That, however, depends on whether a revised application will be approved by the statutory body in the days ahead. According to Manuel Heredia Jr., Minister of Tourism and Civil Aviation, the project will be completed one way or another.
Manuel Heredia Jr., Minister of Tourism & Civil Aviation
“My final word is [that] it will be at three point five million [dollars]. Either social security or somebody else will [finance it]. We have a backup plan, two backup plans should in case.”
“Should in case SSB does not approve.”
Manuel Heredia Jr.
“Yeah. It will be a three point five million dollar hot-mixed airport, wider and lights also on the runway.”
While government and BAA are prepared to forge ahead with the plan to reconstruct an aerodrome that conforms to International Civil Aviation Organization standards, the scale of the undertaking will be reduced considerably. The initial projection for the cost of the project was set at seven million Belize dollars.
“A lot has been said about that, initially, as I told you, the board had decided that we wanted a seven million dollar project inclusive of a terminal, fencing, elevated runway, widened runway, markings, lighting for nighttime capacity, flight capacity, and that was the ideal project that we wanted. As I explained to you, the BAA does not have terminal buildings at its aerodromes and that’s something that the board felt that they wanted to pursue. Our internal cash flow analysis done by a CPA, a certified public accountant and external auditor, confirmed that from our perspective that we could make the payments, hence we submitted that to the SSB.”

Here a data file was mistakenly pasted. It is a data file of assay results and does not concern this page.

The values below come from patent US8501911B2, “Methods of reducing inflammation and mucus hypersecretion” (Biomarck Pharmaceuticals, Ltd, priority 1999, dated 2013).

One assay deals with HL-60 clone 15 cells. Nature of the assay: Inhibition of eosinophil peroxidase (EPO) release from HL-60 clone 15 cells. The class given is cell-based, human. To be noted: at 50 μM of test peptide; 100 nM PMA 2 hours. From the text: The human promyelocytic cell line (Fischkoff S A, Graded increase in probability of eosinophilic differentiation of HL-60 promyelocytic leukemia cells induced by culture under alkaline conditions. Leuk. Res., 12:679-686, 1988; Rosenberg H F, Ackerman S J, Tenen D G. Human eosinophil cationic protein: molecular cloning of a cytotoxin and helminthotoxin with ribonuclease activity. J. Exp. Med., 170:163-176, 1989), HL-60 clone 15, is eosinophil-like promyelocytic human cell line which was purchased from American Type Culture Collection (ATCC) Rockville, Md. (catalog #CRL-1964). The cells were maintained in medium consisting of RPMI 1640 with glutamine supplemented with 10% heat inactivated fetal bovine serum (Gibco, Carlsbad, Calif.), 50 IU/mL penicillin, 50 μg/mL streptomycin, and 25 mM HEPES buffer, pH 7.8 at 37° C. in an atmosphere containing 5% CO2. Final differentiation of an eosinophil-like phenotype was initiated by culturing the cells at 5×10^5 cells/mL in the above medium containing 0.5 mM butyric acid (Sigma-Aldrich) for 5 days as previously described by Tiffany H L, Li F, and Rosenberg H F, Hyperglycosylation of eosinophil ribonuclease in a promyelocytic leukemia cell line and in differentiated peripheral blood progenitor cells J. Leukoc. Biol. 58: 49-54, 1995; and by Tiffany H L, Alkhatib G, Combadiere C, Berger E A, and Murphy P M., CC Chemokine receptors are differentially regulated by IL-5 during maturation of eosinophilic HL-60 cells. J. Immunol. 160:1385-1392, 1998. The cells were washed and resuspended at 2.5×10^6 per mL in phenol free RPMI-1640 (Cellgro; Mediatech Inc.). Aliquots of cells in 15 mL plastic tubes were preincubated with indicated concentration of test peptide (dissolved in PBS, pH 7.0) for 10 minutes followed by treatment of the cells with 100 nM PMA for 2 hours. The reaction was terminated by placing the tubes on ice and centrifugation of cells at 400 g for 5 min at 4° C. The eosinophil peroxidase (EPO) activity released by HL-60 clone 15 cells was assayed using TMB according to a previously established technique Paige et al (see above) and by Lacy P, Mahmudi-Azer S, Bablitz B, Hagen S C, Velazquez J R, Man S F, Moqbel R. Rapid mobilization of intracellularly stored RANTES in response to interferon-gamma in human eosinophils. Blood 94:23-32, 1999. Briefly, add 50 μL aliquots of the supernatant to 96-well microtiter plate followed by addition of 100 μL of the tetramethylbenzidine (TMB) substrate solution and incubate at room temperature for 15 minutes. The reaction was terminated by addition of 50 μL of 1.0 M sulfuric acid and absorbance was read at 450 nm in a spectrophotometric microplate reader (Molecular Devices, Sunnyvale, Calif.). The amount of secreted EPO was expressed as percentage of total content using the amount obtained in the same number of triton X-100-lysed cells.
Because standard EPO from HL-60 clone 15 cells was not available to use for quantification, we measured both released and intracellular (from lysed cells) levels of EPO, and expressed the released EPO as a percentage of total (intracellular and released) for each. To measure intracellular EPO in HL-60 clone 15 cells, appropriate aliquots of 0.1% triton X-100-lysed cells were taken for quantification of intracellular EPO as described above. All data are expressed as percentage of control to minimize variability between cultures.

That submission, nonetheless, was not greeted with full endorsement by SSB’s Board of Directors, prompting the airports authority to revise its proposal by reducing the scope of the project considerably.
“Eventually we submitted, made an application for the five point five million for the runway works, most importantly. Again, there was a discussion centering on that to the degree that the BAA listened to what the SSB has to say, we discussed it at the board level and the last application that went to the SSB for a very, very solid project still, seeking to be ICAO compliant; still hot-mixed elevated runway, shoreline protection, lighting included, except for the fencing and the terminal. So we ended up at three point five [million dollars] with the BAA committing some of its funds and we felt that that was a solid application. As you know, the Investment Committee okayed it and sent it to the board, but the board had itself some conditions that they wanted for us to look at and, like I told you, we have sent that response and so we await their formal and final decision on Thursday.”